Juno probe has delivered the noise recording of the moon along with some pictures of Jupiter.
The audio recording of the atmosphere on Jupiter’s natural satellite Ganymede has been released by NASA. This recording has been captured by the Juno satellite. The satellite captured some photographs of Ganymede’s Surface and Jupiter. This audio file contains a recording of the surrounding of Ganymede’s environment, which sounded like a mechanical disturbance and high radio transmission noise.
Ganymede has been the largest satellite in the solar system. The surface of this moon is mainly covered in an Icey environment. NASA has been conducting Juno mission on the Ganymede for the last decade. The control team of the Juno spacecraft has managed to record the surround sound of the satellite. The researchers simply described the sound as a slow recording of the R2-D2 robot. Jet Propulsion Labs had posted the audio clip on NASA’s official website. The duration of this audio track is 50 seconds. This audio clip is available on the internet to listen to and study.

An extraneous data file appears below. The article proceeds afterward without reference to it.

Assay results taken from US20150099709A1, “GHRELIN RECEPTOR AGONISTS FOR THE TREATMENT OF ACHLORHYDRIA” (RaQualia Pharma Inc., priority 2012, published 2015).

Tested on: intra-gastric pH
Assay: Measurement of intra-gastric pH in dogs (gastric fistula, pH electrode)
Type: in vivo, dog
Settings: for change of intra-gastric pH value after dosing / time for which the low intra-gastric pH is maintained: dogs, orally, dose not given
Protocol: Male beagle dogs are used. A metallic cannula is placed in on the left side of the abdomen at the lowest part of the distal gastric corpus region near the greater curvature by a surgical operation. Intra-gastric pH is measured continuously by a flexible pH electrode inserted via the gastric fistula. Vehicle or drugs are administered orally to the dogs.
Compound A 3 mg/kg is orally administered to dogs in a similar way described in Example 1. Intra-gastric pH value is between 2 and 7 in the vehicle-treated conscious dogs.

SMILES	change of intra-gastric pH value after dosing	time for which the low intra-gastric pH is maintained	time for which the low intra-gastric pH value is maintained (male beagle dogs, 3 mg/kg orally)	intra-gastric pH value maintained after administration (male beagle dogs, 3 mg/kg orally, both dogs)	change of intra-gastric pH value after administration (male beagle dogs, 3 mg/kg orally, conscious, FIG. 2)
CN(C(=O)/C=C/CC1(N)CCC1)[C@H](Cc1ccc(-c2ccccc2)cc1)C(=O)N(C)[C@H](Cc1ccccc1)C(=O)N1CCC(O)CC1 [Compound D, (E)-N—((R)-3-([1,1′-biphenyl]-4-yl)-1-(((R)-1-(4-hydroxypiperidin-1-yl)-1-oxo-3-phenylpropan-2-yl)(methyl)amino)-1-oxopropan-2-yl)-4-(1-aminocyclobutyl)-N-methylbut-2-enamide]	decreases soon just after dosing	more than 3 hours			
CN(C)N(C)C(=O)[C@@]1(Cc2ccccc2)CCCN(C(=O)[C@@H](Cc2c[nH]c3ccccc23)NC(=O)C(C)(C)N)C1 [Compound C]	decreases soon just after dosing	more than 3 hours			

The Juno spacecraft utilized their waves instruments to capture this audio. This waves instrument estimates the magnetic and electric waves generated in the magnetosphere of Jupiter. Scientists successfully recovered the audio frequency waves gathered by the satellite. This audio recording is made up using the frequency of various emissions into the audio range, which makes this track audible to average ears.
In the American Geophysical Union’s fall meeting, lead scientist of Juno mission, Scott Bolton presented the audio recording. Bolton stated that this soundtrack is wild enough to make anybody feel like they are riding with Juno probe on Ganymede. If this audio is listened to closely enough, that people can hear a short shift in high frequency around the middle of the audio track. This shift represents the region change in the magnetosphere of Ganymede. The Juno spacecraft has managed to cover around 645 miles of the surface of Ganymede. The average speed of this probe has been recorded as 67,000 kilometers per hour. The probe is managed to capture photographs of the surroundings while recording the audio on the Ganymede.